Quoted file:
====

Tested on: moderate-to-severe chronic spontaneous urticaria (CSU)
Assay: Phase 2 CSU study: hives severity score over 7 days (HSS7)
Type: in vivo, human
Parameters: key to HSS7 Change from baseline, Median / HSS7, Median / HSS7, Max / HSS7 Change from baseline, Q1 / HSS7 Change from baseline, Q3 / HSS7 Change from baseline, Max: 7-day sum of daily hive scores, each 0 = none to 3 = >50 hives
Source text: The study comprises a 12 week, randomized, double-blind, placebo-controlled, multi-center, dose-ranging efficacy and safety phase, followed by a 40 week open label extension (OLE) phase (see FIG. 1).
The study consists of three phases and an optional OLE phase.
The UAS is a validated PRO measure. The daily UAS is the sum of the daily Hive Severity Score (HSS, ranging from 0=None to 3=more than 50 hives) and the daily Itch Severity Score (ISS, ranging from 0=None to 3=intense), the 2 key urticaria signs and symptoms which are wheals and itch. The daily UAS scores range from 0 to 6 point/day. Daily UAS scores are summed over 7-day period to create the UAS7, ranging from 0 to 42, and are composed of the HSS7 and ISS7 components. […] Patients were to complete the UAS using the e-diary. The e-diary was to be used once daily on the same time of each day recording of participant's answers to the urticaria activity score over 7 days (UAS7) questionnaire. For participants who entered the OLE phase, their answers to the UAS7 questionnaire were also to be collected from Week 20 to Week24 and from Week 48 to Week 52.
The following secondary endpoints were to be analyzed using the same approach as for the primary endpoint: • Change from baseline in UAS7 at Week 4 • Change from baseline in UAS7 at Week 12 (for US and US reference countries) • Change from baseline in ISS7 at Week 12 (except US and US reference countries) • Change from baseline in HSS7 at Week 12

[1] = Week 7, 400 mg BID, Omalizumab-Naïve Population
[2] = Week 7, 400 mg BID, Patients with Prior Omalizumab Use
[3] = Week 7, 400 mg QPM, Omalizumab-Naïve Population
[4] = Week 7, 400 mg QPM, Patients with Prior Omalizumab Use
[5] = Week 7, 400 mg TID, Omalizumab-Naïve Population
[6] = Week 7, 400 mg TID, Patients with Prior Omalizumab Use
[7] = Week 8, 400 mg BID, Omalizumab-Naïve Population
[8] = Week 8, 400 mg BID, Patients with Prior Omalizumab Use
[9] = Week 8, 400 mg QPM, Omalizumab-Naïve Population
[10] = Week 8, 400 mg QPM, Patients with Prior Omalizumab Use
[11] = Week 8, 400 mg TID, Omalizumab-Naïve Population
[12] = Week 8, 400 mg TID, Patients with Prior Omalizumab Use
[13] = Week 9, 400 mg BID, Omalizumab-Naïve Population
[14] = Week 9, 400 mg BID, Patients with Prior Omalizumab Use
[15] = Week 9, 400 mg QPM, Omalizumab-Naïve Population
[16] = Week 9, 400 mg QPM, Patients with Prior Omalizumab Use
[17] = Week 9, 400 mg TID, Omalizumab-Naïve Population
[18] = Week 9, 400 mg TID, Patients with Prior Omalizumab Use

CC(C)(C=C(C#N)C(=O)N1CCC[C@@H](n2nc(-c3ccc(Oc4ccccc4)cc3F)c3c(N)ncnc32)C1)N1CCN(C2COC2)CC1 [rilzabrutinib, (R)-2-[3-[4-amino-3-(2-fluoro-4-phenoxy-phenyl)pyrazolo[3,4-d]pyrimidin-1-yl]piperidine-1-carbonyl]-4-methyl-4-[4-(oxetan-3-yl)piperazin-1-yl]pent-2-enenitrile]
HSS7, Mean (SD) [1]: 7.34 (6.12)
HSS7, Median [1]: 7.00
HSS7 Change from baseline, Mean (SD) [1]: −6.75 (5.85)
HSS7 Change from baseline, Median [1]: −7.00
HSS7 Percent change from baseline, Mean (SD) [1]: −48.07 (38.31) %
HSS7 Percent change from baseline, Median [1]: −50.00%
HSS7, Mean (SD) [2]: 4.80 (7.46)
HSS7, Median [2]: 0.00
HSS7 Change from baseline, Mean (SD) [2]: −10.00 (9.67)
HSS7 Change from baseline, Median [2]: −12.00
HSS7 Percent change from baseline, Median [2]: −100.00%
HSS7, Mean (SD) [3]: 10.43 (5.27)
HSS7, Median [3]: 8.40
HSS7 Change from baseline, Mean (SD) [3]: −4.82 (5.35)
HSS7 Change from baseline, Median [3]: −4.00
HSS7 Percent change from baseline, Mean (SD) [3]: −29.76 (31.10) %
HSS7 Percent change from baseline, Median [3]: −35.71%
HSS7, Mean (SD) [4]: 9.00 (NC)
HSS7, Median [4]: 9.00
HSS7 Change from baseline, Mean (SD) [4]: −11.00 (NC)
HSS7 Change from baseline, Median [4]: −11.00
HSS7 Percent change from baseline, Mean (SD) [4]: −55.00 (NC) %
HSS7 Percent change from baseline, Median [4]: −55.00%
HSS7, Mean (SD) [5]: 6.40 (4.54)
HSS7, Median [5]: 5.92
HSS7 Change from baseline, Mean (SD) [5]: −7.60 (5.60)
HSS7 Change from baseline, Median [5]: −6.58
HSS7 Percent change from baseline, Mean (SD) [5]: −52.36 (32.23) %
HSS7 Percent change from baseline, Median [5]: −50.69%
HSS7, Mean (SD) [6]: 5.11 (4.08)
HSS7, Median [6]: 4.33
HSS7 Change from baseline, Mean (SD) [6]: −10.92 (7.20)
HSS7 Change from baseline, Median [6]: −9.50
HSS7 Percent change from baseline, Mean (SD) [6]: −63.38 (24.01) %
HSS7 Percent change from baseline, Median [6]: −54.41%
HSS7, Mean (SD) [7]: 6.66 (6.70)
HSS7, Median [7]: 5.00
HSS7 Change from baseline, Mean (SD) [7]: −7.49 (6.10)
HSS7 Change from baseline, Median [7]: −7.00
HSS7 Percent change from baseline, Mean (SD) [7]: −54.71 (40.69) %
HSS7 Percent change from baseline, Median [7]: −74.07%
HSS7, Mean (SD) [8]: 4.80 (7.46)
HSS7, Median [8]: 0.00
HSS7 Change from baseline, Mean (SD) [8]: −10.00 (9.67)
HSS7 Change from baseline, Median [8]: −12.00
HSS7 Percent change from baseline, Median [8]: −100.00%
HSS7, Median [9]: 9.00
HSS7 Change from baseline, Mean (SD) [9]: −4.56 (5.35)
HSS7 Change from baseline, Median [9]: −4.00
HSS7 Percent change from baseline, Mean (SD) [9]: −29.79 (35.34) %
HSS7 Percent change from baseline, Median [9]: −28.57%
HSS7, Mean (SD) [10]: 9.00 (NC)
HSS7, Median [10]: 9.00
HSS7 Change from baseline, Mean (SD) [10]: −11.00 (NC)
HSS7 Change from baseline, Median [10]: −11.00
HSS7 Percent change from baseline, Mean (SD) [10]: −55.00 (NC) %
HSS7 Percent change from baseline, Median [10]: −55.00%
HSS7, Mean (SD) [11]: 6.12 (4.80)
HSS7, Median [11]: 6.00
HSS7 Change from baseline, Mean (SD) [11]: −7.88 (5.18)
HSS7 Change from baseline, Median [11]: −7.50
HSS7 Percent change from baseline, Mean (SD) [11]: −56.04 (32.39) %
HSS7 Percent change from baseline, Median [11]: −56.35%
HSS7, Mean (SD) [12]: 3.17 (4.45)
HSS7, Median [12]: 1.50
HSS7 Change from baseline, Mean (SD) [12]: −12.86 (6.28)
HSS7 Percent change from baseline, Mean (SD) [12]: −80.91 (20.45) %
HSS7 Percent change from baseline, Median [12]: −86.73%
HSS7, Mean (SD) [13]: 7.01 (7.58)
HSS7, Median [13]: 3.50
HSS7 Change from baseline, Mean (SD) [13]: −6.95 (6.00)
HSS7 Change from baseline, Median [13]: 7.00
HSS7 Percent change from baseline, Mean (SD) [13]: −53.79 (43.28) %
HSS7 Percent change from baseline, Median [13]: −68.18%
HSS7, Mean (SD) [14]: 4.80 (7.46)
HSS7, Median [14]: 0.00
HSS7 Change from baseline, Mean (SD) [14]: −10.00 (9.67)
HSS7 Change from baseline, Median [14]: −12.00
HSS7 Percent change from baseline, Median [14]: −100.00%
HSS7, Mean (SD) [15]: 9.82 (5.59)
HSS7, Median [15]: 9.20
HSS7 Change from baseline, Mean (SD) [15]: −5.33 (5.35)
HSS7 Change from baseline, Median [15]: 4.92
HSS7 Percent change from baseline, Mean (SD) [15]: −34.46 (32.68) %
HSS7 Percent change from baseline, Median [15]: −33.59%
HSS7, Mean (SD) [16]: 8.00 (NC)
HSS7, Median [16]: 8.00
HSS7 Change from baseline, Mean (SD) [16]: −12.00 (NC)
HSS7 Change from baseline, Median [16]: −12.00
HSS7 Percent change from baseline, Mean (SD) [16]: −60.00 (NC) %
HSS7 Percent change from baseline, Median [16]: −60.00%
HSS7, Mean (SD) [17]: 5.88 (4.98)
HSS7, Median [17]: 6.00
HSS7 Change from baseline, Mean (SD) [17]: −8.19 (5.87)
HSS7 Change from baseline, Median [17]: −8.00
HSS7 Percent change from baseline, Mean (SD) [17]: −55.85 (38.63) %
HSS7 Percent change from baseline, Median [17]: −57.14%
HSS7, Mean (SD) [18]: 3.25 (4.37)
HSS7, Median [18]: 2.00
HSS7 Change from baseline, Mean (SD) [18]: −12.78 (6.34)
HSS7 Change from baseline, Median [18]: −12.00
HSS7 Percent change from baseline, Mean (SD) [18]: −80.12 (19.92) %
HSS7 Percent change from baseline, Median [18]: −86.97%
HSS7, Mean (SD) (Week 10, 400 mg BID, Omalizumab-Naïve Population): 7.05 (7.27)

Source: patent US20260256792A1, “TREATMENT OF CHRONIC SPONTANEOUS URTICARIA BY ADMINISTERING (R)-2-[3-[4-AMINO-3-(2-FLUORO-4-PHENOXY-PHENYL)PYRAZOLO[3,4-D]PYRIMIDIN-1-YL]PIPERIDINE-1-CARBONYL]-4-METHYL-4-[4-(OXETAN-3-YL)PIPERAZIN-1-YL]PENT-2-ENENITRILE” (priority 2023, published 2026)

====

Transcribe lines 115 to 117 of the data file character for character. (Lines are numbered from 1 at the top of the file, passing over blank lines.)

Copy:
HSS7 Change from baseline, Mean (SD) [16]: −12.00 (NC)
HSS7 Change from baseline, Median [16]: −12.00
HSS7 Percent change from baseline, Mean (SD) [16]: −60.00 (NC) %